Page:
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Author: Marilynne Robinson
A modern classic, Housekeeping is the story of Ruth and her younger sister, Lucille, who grow up haphazardly, first under the care of their competent grandmother, then of two comically bumbling great-aunts, and finally of Sylvie, their eccentric and remote aunt. The family house is in the small Far West town of Fingerbone set on a glacial lake, ...  more »
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ISBN-13: 9780312424091
ISBN-10: 0312424094
Publication Date: 11/1/2004
Pages: 224
  • Currently 3.3/5 Stars.

3.3 stars, based on 203 ratings
Publisher: Picador
Book Type: Paperback
Other Versions: Hardcover, Audio Cassette, Audio CD
Reviews: Member | Amazon | Write a Review

Top Member Book Reviews

reviewed Housekeeping on + 8 more book reviews
Helpful Score: 10
Blech. I had to read this for my bookclub, and then the lady who chose it decided NOT to select this book. One good thing about book club is that it forces me to choose books outside my comfort zone. A bad thing is that I waste time reading garbage like this. Other reviewers say the author's writing is lyrical. I disliked the story so much, that I could not get around to enjoying anything about the writing style. Over and over instead of feeling sorry for the two sisters, I just felt like they were whiners who couldn't get their lives together. I have little tolerance for people who only complain about their unhappiness and want to do little to improve their lots in life.
reviewed Housekeeping on + 30 more book reviews
Helpful Score: 9
A little difficult for me to get into. Her poetic use of language has been highly praised. However, as someone who is not a literature or english major, I don't think I could appreciate this book as much.
reviewed Housekeeping on + 222 more book reviews
Helpful Score: 5
In spite of what it said on the back of the book, I could not get interested in this book, I tried, I kept plodding along till I was almost part way through and said, thats it.
Lizzie81 avatar reviewed Housekeeping on + 4 more book reviews
Helpful Score: 5
I truly enjoyed this book. It was beautifully written, and the metaphors that the author uses repeat themselves in different variations, tying the book together nicely. It didn't end as I'd expected it to, which was also a nice surprise. I'm not sure that this book is for everyone, it was hard to get into at first, but by the time the two aunts came into the story I was hooked. This is a short book and it is not a plot intensive/action packed book. There is a balance between the descriptive prose, and the plot so that both equally contribute to the book as a whole. Personally, I can't wait to read her other novels.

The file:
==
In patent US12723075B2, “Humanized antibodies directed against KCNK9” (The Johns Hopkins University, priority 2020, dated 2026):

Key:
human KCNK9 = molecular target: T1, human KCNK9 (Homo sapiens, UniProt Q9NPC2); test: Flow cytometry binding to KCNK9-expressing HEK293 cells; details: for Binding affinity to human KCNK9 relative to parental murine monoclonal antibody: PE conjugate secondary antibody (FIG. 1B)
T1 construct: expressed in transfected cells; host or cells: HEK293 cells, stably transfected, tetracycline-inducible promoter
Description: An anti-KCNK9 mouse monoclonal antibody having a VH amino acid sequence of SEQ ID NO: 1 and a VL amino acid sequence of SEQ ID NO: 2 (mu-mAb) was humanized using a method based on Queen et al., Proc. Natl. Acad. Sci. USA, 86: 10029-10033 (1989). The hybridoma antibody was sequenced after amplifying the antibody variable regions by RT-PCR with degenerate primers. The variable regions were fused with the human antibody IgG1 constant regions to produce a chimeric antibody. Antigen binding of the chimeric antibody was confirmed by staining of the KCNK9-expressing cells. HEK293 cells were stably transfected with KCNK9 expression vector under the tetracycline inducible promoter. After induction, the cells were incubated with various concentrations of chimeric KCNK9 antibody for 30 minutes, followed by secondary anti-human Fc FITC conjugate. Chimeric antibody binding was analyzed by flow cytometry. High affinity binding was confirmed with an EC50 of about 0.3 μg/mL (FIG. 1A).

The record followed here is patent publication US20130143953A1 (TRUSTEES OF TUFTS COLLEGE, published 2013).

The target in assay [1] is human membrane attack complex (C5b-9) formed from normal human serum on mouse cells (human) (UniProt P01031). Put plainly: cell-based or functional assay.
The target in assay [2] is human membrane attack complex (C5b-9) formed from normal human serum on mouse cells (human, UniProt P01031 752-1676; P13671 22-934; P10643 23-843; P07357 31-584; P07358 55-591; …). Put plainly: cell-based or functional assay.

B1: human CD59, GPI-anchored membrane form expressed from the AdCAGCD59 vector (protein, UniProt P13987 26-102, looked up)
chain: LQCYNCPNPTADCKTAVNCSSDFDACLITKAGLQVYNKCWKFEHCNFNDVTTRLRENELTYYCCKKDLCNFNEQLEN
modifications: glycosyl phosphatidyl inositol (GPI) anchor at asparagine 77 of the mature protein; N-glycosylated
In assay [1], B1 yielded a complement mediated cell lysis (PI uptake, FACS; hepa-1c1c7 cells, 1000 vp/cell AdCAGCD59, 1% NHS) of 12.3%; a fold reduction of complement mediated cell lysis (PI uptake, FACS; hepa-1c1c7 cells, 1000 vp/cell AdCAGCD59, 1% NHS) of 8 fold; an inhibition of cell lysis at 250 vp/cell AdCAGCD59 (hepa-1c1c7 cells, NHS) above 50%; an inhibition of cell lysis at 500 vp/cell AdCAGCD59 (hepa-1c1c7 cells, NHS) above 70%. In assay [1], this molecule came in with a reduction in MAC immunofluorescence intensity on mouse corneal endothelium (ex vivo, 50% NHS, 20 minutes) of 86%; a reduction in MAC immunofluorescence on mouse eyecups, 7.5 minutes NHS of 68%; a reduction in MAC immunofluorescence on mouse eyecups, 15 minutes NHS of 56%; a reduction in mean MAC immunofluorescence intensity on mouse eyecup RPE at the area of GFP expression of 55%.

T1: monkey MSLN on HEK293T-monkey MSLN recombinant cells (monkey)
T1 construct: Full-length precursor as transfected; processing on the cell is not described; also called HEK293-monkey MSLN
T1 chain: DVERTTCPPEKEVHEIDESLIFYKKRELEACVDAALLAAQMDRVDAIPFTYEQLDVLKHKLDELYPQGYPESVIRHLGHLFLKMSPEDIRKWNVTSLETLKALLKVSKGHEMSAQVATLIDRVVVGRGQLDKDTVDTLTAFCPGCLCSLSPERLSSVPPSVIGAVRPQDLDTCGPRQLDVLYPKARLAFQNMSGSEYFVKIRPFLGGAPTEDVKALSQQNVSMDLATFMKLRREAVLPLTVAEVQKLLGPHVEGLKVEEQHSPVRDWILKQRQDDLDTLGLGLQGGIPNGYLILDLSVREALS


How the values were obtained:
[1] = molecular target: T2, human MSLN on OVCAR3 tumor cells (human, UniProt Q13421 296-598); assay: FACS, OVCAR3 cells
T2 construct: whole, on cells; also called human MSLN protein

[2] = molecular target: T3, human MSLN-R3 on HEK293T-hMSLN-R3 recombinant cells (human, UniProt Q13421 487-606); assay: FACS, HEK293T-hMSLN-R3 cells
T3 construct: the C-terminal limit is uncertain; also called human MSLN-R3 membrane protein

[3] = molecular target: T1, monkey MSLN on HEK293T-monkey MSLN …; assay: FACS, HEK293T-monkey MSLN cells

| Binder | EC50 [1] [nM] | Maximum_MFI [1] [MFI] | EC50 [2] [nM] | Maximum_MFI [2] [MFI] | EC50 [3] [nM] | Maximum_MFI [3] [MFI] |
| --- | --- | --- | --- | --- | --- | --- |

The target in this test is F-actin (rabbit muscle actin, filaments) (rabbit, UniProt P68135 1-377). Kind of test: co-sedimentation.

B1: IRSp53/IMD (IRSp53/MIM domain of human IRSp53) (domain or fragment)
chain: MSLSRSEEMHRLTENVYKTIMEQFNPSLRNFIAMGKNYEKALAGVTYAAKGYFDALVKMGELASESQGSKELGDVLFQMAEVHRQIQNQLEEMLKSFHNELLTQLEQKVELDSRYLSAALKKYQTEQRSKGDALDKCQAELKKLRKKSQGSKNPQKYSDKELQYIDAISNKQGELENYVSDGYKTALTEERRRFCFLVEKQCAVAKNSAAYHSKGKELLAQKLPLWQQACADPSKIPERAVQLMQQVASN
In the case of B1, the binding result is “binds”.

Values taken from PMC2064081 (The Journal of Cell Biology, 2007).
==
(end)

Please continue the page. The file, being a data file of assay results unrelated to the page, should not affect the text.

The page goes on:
reviewed Housekeeping on + 74 more book reviews
Helpful Score: 5
A beautifully written, deeply touching book. One that pulls you in and stays with you long after it's finished.
Read All 57 Book Reviews of "Housekeeping"

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rascal123 avatar reviewed Housekeeping on + 8 more book reviews
This is a well-written book. However, I found some parts verbose, and I hard time finishing it.
reviewed Housekeeping on + 16 more book reviews
Though I am completely uninterested in "quiet, little lives of desperation", I did find that Housekeeping is a book I shall reread - multiple times. Comparisons of the structure and language feel to The Great Gatsby is the highest accolade I can give. Tremendous. My caveat is the last 2 chapters; my opinion is that Ms. Robinson didn't know how to end the story. I resent the intrusion of the christian and biblical references, which are certainly her personal heritage and interest. Her prerogative, but I cannot find that this coda to the book adds anything; I feel it takes away from the impact and value of the story and lessens the long term weight of the oeuvre.
nannybebette avatar reviewed Housekeeping on + 23 more book reviews
Ruth and Lucille grew up with their grandmother after their mother drove her car into the same lake that their grandfather's train derailed and sank into years earlier. When grandmother passed away two great aunts were called in to raise the girls. This didn't work out too well as they were not used to children and both the girls and their great aunts were uncomfortable together. So now an aunt (their dead mother's sister) is mustered in.
Aunt Sylvie is a bit of a strange duck and for the better part of the book we don't know why. She doesn't say much, she hoards tin cans, magazines and papers; she likes to be in the dark, she sleeps flat on her back with her shoes on, etc.
The first half of the book was a fairly cozy, comfy read. The second half is quite a bit darker. The closeness of the sisters begins to erode and discomforting activities begin to occur with the girls and with the aunt.
All in all, I give this one fair marks. It held my interest and I cared about the characters to a degree, but never became immersed in their lives. It was good enough that I will look for more of her work and had I been able to connect more closely with the characters it would have garnered a higher mark.

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